How To Choose a Knife Block To Store Your Knives

how to choose a knife block to store your knives

Knife block selection, Storage and sharpening are the best ways to keep blades. Drawer knives may dull and chip. Wooden knife blocks are the most frequent method to keep kitchen shears and chef’s knives, but we wondered whether they were the best WÜSTHOF’s senior chef, Michael Geraghty, compared hardwood knife blocks, magnetic knife bars, and plastic knife edge protectors.

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After buying a decent knife, you should store it properly to maintain it sharp and undamaged. Knife block selection: Your kitchen and workspace determine the optimal knife care method.

Storing in a Knife Block

Invest in a knife block that can sit on your counter so knives are always within reach.

To keep your blades within easy reach, yet out of the way, a knife block for the countertop is a great choice. There is a knife block to match the aesthetic of each cook’s kitchen, from the basic block included with most knife sets to more elaborate creations with brightly colored paint or distinctive wood stains.

If you have knives that aren’t standard sizes, you should have a special knife block made for them.

Some knife blocks are designed with a diagonal slot so that knives may be slipped in and out with ease. Doing so will help maintain the blade’s edge.

If you have knives with unusual shapes, you may want to invest in a block that doesn’t have slots or come with custom-fit inserts. Also, it might be more convenient to have the entrance at the top of the block rather than on the side.

Knife owners with an assortment of oddly shaped blades may have a bespoke knife block made to fit and safeguard their collection.

If you’re going to be using knives, keep the block near your workspace.

All of your knives can be easily accessed from the block if you put it here on the counter. Furthermore, you may rapidly change the blade to the appropriate one for the job.

Stick the knife in with the blade facing up.

The sharpness of your knives may be preserved in part by the way you store them in the block and retrieve them just before use. While sliding the knife out of its slot, be sure you push the blunt side of the blade against the slot.

Protecting in a Drawer

Measure the dimensions of your drawer.

Make sure your drawer insert doesn’t exceed its length and breadth. It won’t fit and be useless.

Inserts should slide easily into the drawer. The insert may move and cause the blades to bump against their protective slots if they fit too loosely. This might damage the blade.

Choose an in-drawer knife block for your kitchen.

When choosing a kitchen insert, various things affect its performance. This influences knife storage protection.

Drawer inserts for home chefs minimize moisture buildup and preserve knife blades. Moisture damage dulls and rusts the blade, limiting its lifespan and requiring you to replace it.

Drawer inserts keep knives hidden but accessible. Unfortunately, napkin and cleaver inserts don’t fit long, broad, or tall blades.

Consider under-cabinet knife storage if a drawer insert doesn’t work for you.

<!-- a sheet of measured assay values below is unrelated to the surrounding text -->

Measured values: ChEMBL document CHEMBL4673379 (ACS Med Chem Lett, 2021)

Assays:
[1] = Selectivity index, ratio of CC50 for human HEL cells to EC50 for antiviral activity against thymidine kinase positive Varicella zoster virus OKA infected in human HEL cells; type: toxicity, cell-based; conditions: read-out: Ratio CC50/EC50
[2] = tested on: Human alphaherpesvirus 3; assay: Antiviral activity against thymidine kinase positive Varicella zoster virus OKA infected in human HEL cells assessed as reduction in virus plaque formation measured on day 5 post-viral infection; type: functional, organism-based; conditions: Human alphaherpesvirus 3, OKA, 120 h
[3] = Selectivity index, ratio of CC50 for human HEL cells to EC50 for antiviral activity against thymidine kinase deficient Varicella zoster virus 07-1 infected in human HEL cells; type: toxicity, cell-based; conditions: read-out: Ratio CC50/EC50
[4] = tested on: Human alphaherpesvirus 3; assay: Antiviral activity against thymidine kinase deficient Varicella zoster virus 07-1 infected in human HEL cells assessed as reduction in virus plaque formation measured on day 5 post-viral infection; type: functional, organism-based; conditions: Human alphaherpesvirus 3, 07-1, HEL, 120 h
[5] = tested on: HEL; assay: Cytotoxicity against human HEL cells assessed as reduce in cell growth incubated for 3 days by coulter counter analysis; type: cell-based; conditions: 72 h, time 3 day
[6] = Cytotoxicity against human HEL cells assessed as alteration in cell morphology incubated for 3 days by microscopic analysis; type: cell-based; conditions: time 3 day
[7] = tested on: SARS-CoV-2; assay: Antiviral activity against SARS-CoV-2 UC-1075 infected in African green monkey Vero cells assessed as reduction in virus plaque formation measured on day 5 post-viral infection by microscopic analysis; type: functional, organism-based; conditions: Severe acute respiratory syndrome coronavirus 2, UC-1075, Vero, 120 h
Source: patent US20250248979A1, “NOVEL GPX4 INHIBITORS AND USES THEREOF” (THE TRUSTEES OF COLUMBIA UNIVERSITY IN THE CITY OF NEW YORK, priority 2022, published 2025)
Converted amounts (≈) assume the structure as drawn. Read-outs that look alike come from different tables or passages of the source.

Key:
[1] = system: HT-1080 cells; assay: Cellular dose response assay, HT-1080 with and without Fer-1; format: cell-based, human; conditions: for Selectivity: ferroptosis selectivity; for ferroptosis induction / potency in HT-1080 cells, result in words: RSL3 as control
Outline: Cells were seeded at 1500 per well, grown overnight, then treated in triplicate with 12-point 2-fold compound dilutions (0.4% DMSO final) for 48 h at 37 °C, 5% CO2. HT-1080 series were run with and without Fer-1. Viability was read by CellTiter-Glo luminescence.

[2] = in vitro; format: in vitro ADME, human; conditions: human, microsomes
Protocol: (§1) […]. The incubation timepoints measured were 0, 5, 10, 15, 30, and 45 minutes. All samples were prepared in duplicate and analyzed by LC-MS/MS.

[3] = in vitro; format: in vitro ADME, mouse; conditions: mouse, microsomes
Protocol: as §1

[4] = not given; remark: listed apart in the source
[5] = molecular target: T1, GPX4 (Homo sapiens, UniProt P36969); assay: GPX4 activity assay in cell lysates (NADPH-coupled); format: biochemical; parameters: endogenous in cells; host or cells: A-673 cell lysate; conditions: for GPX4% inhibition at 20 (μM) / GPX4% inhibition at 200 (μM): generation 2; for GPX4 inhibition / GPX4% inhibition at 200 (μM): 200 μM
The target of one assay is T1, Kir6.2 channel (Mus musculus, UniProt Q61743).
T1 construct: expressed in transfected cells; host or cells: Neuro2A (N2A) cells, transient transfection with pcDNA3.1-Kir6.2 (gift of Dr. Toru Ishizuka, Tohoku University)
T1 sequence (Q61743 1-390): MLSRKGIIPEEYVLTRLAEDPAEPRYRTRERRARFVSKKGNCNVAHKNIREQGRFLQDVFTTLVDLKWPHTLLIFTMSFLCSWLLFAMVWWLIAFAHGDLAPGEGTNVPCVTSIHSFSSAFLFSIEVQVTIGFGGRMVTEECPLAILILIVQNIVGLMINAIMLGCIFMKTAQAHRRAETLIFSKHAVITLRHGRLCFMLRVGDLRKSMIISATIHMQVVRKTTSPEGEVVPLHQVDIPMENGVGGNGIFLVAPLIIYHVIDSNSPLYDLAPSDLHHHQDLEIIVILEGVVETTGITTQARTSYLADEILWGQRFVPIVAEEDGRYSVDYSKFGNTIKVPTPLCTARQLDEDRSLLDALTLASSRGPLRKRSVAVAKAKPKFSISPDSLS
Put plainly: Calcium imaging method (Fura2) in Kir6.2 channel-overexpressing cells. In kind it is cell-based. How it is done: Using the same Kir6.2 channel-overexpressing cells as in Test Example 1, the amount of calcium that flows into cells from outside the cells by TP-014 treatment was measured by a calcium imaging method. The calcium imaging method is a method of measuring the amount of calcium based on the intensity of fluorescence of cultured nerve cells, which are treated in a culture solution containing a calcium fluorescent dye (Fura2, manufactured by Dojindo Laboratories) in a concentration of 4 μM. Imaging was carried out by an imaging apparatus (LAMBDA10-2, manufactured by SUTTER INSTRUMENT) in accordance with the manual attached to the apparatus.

You have to be creative when kitchen drawers don’t have enough room for extra storage.

A standard knife block beneath the counter works. Because it’s out of reach, you may keep the countertop knife block’s convenience. Try placing the knife block in a cabinet immediately beneath your main workspace to fix this.

Instead of an insert, a storage block with a base fastened to the cabinet floor may spin 360°. If you have odd-shaped blades, use a countertop knife block without pre-sized slots. Keep in mind how much room your rotating block will need to revolve entirely once loaded with knives to avoid the blade handles from hitting the cabinet walls and scratching.

Gently insert knives.

To avoid damaging your blades, store them from above rather than on their edge.

Never stack knives. Even if there’s no place, storing them all will damage and degrade the knives.

This is perfect for kitchens with few knives or enough drawer space for many inserts.

Safe Keeping on a Magnetic Wall Strip

Save counter space by hanging knives.

Knives are often stored on wall-mounted magnetic strips. They feature a strong magnet down the width and two slightly elevated metal strips along the middle.

This alternative is affordable to buy and install, convenient to use while cooking, and fast to sterilize.

Storing kitchen knives this way is ideal. Avoid dulling by placing and removing the strip appropriately.

Choose a strip that hides the “magnet appearance” for a fashionable kitchen.

Hardwood or stainless steel magnetic strips are a great alternative to magnetic strips without sacrificing functionality. They are readily available online and at kitchen stores.

The wooden construction is simple to attach and resistant to blade damage using butcher block oil.

Stainless steel is stain, rust, and corrosion-resistant and looks good for years.

Ensure that the beveled edge of the blade does not scrape against the metal.

This is critical since it scratches and dulls your knife. Be mindful of how you store the knife on the magnetic strip.

To guarantee this, set the knife on the strip’s rear edge first and gently turn the blade down onto the holder without touching the strip


finest knife block. Hand-washing blocks preserve them. Certain items aren’t dishwasher-safe. Blocks may degrade, decreasing knife protection. Soap cleans brickwork. Oil brightens wooden knife blocks.

Thin nylon or polypropylene rods interlock universal blocks. Rubber-coated rods suit under-20cm blades (except for blocks that are bigger than average, of course). Longer knives may damage the block.

Avoid scratching with nylon rods. Nylon prevents knife collisions. Remove nylon rods to reduce odors.

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